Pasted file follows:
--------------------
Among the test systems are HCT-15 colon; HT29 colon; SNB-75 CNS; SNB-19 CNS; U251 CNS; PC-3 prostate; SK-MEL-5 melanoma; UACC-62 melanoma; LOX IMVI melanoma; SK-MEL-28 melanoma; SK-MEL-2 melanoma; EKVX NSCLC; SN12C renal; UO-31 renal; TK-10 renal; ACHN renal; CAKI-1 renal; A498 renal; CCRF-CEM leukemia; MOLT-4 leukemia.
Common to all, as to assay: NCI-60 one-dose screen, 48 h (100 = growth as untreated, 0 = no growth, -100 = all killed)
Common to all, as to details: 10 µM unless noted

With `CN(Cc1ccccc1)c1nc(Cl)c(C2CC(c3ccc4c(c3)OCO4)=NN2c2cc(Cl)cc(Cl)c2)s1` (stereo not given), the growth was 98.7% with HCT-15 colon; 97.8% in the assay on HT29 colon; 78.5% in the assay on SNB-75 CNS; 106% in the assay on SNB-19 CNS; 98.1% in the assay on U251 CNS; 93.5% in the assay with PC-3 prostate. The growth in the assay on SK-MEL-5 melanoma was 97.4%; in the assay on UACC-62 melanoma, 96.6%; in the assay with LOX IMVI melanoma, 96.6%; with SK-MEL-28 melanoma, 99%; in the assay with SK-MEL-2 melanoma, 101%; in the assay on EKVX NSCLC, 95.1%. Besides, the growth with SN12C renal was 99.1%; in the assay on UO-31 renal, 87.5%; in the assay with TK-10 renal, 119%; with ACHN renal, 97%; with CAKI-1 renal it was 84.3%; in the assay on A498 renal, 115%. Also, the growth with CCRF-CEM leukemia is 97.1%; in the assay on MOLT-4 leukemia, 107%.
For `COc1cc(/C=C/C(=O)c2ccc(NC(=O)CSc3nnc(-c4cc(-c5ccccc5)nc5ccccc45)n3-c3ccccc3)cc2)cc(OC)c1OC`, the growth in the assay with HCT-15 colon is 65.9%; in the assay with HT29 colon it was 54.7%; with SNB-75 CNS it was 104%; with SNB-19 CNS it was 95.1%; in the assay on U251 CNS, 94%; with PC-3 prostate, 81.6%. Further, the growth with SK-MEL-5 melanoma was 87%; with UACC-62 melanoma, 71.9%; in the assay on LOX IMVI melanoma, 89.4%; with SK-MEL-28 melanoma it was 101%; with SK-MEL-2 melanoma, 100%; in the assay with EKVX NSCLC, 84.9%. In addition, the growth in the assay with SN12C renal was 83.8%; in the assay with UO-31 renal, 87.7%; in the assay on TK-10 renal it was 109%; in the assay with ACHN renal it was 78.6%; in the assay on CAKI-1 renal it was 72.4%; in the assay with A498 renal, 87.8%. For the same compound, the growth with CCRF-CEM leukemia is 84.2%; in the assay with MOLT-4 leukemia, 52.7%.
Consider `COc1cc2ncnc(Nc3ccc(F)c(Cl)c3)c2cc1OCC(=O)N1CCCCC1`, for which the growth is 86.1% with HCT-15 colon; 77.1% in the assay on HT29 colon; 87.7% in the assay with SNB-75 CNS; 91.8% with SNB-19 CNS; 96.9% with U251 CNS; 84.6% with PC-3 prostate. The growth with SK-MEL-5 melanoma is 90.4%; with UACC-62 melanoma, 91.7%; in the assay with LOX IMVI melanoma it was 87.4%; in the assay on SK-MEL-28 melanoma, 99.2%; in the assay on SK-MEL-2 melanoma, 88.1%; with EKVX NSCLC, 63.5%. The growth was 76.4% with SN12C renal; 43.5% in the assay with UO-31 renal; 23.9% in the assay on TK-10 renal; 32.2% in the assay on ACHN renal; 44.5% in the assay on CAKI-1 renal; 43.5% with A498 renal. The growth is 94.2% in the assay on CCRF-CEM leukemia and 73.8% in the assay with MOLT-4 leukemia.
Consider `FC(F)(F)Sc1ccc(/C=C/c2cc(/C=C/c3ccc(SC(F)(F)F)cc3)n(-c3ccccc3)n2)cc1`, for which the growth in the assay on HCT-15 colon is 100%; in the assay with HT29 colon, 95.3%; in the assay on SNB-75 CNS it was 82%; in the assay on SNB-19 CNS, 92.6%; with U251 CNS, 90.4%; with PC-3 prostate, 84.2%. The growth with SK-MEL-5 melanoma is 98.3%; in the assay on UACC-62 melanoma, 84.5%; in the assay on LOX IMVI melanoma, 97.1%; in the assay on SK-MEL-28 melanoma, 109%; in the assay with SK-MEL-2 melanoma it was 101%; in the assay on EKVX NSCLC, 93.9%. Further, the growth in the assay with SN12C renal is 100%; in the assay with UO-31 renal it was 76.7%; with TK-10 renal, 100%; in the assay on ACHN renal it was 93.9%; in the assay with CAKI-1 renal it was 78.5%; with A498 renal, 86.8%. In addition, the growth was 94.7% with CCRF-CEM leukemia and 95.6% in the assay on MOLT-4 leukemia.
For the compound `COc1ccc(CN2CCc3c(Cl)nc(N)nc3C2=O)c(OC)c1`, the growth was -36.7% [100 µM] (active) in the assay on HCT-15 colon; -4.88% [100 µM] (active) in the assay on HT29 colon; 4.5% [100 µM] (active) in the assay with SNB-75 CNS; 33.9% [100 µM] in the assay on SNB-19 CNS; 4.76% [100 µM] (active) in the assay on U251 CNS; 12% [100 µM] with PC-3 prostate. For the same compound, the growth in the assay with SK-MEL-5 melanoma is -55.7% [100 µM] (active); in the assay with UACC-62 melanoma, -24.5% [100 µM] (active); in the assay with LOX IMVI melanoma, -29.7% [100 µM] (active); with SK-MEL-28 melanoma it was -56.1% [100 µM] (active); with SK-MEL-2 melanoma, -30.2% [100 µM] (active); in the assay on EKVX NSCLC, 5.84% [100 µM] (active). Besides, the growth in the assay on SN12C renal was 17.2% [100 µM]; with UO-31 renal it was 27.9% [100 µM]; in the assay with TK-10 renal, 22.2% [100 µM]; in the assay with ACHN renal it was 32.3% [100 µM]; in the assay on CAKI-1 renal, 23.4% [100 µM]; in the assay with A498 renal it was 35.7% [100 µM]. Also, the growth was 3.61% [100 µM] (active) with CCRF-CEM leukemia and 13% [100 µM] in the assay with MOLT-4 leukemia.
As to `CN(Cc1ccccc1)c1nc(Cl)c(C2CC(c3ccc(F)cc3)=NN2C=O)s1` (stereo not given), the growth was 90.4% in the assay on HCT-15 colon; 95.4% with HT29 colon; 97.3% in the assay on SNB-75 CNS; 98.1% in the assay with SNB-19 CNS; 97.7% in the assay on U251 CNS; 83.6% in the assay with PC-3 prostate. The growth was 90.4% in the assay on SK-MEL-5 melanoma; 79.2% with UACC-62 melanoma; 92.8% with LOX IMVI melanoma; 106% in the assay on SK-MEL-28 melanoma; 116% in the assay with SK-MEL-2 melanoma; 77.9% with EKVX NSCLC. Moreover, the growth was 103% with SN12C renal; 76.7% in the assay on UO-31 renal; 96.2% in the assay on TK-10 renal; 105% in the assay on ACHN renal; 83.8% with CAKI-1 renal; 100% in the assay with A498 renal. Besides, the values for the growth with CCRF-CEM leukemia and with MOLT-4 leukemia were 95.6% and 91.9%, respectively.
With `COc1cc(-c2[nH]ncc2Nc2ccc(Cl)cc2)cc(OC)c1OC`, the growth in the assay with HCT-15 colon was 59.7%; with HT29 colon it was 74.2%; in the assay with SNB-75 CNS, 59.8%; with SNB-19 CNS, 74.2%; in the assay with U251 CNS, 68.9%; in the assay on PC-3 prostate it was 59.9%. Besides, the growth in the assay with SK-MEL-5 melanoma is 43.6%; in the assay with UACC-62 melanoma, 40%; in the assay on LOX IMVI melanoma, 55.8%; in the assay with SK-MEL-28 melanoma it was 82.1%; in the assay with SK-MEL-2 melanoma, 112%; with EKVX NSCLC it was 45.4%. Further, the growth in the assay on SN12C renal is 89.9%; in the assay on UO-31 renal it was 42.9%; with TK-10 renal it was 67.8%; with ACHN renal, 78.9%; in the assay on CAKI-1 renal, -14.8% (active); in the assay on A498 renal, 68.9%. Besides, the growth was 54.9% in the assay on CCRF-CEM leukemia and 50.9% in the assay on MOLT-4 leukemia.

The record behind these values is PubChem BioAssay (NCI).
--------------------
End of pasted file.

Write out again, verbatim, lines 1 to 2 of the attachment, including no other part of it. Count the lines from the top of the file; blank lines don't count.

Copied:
Among the test systems are HCT-15 colon; HT29 colon; SNB-75 CNS; SNB-19 CNS; U251 CNS; PC-3 prostate; SK-MEL-5 melanoma; UACC-62 melanoma; LOX IMVI melanoma; SK-MEL-28 melanoma; SK-MEL-2 melanoma; EKVX NSCLC; SN12C renal; UO-31 renal; TK-10 renal; ACHN renal; CAKI-1 renal; A498 renal; CCRF-CEM leukemia; MOLT-4 leukemia.
Common to all, as to assay: NCI-60 one-dose screen, 48 h (100 = growth as untreated, 0 = no growth, -100 = all killed)